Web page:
“At least for myself as a woman, I hold more feminine energy, a yin energy, and our culture is very masculine—yang energy,” Ayla explains. “Because yin energy is more accessible to me than yang energy, it’s an extra piece that I get to learn about and navigate. That’s potentially part of the reason men are more represented in the arts: the arts, along with every other career, are still driven by a more masculine way of being in the world.”
For all aspiring musicians, but especially for women, Ayla says the greatest challenge is getting out of your own way to share your creations with the world.
“Put your art out there. That is the hardest part, honestly, because we second-guess ourselves so much. But it’s easy in this day to put your art out there. If you’re a musician it’s so easy to put things on Soundcloud, to put things on Facebook, to create a website. It’s even free. You can make beautiful things. I think a big part of the difficulty of it is there is so much self-doubt we encounter before we share. Both men and women experience so much self-doubt. But I think there’s a particular level of shame and doubt that is perpetuated in the media toward women. It’s this, ‘you’re not good enough’ message that is very subliminal. Not to say it doesn’t happen with men, but there’s a particular hurdle for women to overcome.”
Ultimately, Ayla wants to be herself and says she’s inspired by other women artists who’ve done the same.
“I’ve looked up to some interesting, strange artists. I’ve looked up to a lot of filmmakers. I’ve looked up to musicians that might be considered avant-garde or unusual. Like Laurie Anderson and Kate Bush. Those really unique voices that are not the normal standard of beauty for a voice or art.”
“I look up to women who are not playing the game where women need to be sexy to make it as an artist. I know that when I start looking into it, it makes me want to rebel, and that’s not the answer either. I just need to be myself. I look up to artists who are doing whatever they need to do to make their art. That aren’t making it about playing into beauty standards for women.”
Sound it loud, beam it out
“This album is devoted to this planet. It opens with a song that I received from the trees. It’s the biggest creation I’ve ever birthed. It’s been really amazing.”
The Code of the Flowers is set to release on September 9th and will be, like Ayla’s previous releases, available for name-your-price on Bandcamp. Her newest solo album since 2013’s Hollow Bone, Ayla describes the sound as having “elements of Hollow Bone, but not quite as pared-down.”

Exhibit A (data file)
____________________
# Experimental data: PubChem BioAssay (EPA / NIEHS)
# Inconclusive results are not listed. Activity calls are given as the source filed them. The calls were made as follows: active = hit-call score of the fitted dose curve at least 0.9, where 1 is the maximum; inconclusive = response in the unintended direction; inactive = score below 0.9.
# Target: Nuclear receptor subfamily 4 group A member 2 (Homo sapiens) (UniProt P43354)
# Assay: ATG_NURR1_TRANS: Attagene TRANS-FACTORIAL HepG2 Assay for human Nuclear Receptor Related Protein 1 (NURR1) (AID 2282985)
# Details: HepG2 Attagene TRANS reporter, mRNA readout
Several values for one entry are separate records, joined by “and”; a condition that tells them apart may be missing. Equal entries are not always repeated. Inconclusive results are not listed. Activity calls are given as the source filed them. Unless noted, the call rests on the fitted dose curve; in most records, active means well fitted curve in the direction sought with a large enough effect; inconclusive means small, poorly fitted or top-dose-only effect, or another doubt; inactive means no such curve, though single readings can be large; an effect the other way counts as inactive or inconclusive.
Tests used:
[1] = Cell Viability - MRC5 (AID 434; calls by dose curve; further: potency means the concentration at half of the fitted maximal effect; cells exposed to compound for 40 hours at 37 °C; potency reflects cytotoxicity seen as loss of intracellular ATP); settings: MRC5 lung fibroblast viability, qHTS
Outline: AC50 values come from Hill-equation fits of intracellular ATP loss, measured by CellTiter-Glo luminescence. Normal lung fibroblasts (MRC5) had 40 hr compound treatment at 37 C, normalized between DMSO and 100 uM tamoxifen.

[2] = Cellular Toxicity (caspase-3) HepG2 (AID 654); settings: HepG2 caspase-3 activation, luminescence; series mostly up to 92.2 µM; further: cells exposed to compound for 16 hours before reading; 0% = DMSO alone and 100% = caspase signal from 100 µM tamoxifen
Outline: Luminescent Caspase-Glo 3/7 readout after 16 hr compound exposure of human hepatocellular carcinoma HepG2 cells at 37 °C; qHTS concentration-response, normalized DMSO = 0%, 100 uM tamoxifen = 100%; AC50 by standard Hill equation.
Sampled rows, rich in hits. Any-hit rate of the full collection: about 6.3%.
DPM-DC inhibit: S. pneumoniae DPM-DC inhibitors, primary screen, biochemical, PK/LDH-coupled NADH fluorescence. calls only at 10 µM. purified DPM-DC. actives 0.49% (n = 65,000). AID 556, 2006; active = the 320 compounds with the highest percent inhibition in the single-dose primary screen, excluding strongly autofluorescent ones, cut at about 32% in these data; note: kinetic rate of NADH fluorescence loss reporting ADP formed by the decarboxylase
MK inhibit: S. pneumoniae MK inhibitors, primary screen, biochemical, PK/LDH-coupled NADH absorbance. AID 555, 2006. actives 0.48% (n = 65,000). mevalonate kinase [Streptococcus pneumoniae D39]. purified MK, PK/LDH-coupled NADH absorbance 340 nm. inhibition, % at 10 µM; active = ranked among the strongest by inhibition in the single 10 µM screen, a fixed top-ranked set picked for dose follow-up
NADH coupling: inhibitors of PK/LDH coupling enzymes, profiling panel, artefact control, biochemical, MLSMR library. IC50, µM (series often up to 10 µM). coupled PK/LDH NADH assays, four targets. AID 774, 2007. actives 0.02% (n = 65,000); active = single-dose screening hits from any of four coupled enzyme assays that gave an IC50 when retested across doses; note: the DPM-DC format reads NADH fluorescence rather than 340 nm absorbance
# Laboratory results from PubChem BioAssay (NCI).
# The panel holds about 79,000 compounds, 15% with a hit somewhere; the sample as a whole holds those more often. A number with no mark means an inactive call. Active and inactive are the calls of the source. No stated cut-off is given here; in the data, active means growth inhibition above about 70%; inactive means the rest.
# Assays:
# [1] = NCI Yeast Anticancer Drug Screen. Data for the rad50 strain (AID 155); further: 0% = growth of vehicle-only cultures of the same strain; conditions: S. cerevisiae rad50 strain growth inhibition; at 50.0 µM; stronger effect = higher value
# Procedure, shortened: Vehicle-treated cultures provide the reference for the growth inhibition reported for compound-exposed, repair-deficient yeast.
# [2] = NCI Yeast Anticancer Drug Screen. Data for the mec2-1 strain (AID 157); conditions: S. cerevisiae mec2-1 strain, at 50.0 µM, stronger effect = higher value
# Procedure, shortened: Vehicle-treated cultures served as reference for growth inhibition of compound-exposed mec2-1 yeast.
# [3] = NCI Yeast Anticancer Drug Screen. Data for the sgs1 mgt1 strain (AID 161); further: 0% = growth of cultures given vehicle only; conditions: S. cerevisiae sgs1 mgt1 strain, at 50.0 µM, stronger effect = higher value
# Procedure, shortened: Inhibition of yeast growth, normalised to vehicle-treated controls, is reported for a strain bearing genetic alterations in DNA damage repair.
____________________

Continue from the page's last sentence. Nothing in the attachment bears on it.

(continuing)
“It’s the first time I’ve worked with the amazing Ryan Herr and Tyson Leonard—we basically lived in the studio for two weeks. We were doing 10-12 hour days for 8 days straight, laying down arrangements. Tyson is not only an amazing recording engineer, he also plays violin. He was laying down whole orchestra sections of violin on top of each other. Ryan plays everything—he does so many things. I was playing drums and doing percussion, playing piano and doing vocals, all these different things. We had guest musicians. My bandmates came in.”
For Ayla, who loves the classical music she grew up on, the orchestral arrangements in The Code of the Flowers are a return to her musical roots and a chance to lead listeners on a complex journey.
“It’s really exciting to release something that’s more of a full sound, more of a cinematic, textural language landscape than anything I’ve ever done before, because I did grow up loving that music and it’s the closest I’ve come to creating something like that.”
Ayla graced us with songs from her forthcoming album during her Enchanted Forrest set. The stories she wove were powerfully psychedelic webs. Ayla and her band drew us into their mythology with dreamy lyrics, rich vocals, and symphonic instrumentation that included drums, piano, guitar, and harp. On the glowing stage and surrounded by trees, Ayla sounded ethereal, and vibrated with the energy of someone totally in her element.
“Getting to perform amidst trees is my favorite thing. I guess performing in nature in general, because my muse is nature and I’m actually performing the songs to the muses. It’s this amazing energetic loop where I get to be a lot more open. I’m looking around at all these beings, thinking, ‘you gave me this song! I’m singing for you.’”